The announcement set off an instant backlash, and a mea culpa from HBO programming president Casey Bloys not for backing the proposal but for using a news release “to announce an idea that is so sensitive and requires such care and thought,” as The Washington Post’s Emily Yahr reported.
On Friday, five black women, led by April Reign, the online activist credited with the #OscarsSoWhite campaign highlighting the largely white field of Oscar nominees in 2015, promised a Twitter protest that would climb to No. 1 trending status during “Game of Thrones.”
Reign, who describes herself as “creator, agitator, facilitator, public speaker” and among the “top 15 of #BlackTwitter,” seemed to succeed, albeit with Reign herself being the chief tweeter and retweeter, this time under the hashtag #NoConfederate.
And she also drew out HBO once more by the end of the evening, essentially pleading for people to wait and see what the network produces, a response not well received.
“We don’t want to see no WHAT IF Slavery shows,” tweeted a woman identifying herself as Lela Victoria, “only facts . stop traumatizing black Americans.”
“#NoConfederate because the terror of white supremacy is a reality for POC. This shouldn’t even have to be a hashtags in 2017,” added a tweeter identifying himself as Jay Coles.
Some of the protest aimed at the fact that the showrunners are white men. (Two writers and executive producers on “Confederate,” Nichelle Tramble Spellman and Malcolm Spellman of “Empire” fame, are black, however.)
It’s “not simply an issue of history,” tweeted Bree Newsome, a filmmaker whose ancestors were slaves, and who is famous for removing the Confederate flag from the South Carolina State house grounds in 2015. “It’s also issue of the fantasy genre being largely limited to the fantasies of white men.”
Some of the commentary included, as Reign suggested, suggestions for “alt-history ideas” HBO should produce instead of “Confederate.” Among the suggestions:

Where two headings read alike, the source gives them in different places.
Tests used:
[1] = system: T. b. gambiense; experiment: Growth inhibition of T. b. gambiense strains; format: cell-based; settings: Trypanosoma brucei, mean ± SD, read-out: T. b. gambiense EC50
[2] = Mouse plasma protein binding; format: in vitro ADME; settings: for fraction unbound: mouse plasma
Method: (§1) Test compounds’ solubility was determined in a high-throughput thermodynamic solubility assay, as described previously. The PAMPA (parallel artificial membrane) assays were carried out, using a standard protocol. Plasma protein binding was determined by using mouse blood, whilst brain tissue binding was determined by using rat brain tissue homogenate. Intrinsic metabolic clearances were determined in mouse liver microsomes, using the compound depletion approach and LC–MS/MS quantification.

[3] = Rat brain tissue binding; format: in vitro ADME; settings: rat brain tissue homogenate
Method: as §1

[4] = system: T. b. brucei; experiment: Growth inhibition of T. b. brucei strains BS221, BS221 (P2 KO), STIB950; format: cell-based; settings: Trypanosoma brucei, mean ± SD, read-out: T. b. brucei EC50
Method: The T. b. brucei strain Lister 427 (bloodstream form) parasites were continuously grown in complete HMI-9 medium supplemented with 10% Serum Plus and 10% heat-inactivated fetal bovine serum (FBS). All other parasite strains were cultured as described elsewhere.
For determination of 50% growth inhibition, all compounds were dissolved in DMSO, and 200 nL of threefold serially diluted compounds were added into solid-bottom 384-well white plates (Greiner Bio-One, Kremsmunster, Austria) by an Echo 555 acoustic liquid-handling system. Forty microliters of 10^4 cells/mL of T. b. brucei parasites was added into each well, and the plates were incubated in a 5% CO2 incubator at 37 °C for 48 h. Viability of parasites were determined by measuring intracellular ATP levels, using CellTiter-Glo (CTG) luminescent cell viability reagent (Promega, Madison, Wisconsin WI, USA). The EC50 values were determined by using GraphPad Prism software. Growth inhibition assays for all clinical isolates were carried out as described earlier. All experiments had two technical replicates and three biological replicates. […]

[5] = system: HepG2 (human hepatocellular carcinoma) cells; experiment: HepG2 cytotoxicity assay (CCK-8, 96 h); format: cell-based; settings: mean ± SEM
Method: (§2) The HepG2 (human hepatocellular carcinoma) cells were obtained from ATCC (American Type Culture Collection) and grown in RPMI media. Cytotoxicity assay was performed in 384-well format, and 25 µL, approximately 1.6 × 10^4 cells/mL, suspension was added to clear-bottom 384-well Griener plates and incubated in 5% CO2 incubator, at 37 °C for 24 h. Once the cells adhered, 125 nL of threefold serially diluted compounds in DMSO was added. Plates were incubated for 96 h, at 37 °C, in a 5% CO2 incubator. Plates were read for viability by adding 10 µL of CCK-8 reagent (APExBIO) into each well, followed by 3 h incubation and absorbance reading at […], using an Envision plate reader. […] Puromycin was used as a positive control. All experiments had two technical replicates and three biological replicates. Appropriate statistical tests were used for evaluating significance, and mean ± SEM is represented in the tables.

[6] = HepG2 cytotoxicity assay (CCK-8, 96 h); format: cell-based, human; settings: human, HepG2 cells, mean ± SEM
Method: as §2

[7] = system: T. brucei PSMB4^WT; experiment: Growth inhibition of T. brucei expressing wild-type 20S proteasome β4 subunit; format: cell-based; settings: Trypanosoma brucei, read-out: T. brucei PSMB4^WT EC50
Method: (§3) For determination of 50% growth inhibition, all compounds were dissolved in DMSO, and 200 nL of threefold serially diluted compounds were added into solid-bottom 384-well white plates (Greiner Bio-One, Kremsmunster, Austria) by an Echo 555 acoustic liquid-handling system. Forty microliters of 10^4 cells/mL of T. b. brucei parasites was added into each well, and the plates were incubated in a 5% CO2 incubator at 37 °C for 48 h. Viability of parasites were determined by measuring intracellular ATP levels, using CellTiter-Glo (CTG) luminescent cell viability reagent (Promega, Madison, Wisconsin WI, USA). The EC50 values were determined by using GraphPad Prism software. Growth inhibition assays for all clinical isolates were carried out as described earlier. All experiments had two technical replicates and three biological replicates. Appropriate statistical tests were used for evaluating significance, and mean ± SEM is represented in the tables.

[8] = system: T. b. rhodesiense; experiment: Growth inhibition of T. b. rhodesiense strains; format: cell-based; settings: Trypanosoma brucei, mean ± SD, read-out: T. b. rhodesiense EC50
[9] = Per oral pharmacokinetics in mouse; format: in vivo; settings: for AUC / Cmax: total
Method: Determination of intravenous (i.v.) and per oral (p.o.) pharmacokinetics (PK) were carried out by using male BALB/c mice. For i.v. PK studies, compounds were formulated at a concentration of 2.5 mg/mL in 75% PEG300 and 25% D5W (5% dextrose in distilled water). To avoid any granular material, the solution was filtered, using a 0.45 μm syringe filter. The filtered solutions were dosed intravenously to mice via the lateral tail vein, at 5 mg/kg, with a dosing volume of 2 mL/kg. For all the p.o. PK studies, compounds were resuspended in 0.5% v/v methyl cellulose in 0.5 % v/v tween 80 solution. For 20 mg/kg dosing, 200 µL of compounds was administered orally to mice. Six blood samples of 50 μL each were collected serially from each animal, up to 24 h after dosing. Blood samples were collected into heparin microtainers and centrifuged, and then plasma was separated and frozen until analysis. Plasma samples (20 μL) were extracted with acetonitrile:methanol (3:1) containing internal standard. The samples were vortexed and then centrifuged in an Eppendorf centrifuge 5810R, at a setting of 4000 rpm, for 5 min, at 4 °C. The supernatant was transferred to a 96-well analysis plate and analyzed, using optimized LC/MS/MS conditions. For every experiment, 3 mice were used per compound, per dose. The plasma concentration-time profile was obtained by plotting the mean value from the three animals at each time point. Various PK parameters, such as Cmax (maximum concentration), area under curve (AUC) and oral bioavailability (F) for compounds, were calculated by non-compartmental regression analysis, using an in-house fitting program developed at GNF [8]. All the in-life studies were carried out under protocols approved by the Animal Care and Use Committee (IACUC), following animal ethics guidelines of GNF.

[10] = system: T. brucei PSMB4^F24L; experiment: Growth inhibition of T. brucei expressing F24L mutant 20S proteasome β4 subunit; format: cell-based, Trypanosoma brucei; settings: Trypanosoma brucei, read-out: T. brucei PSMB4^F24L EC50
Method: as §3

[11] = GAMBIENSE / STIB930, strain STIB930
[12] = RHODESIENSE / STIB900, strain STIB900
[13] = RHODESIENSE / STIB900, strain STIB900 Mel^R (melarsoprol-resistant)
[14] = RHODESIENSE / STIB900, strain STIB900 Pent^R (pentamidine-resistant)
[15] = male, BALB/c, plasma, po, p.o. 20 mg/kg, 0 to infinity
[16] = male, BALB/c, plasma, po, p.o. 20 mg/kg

“All the Spanish, Portuguese, French and British ships sink leaving folks to live out their own histories.”
“Columbus and other ‘founders’ get captured and assimilated. NA’s thrive and whites are in the minority everywhere.”
“We want to show HBO the power of social media of those who are against this show and demonstrate that there is a unified voice against ‘Confederate,’ Reign told the Los Angeles Times. “Our objective is for HBO to cancel this idea and spend no more money on it.”
“What confidence should we have in two gentlemen who can’t talk about race on their own show and have had seven seasons to introduce significant characters of color?” she said to The Hollywood Reporter.
Nicole Spellman had tried to deal with some of these issues in an earlier interview with Vulture.
What the show’s creators have been thinking, she said is:
… How we could draw parallels between what has been described as America’s original sin to present-day conversation. In this futuristic world, you could have this conversation in a straightforward manner without it being steeped in history: ‘What does this look like now.’ I think what was interesting to all of us was that we were going to handle this show, and handle the content of the show, without using typical antebellum imagery. This is not going to be, you know, the big Gone with the Wind mansion. This is present day, or close to present day, and how the world would have evolved if the South had been successful, seceding from the Union.
Her husband, Malcolm, told Vulture: “You cannot litigate this on Twitter. It’s not possible … but what people have to understand is, and we are obligated to repeat in every interview is: We’ve got black aunties. We’ve got black nephews, uncles.”
“People don’t have to get on board with what we’re doing based on a news release,” he said. “But when they’re writing about us, and commenting about us, they should be mindful of the fact that there are no sellouts involved in this show.”
HBO responded Sunday night, saying it had faith that the writers of “Confederate” “will approach the subject with care and sensitivity. The project is currently in its infancy so we hope that people will reserve judgment until there is something to see.”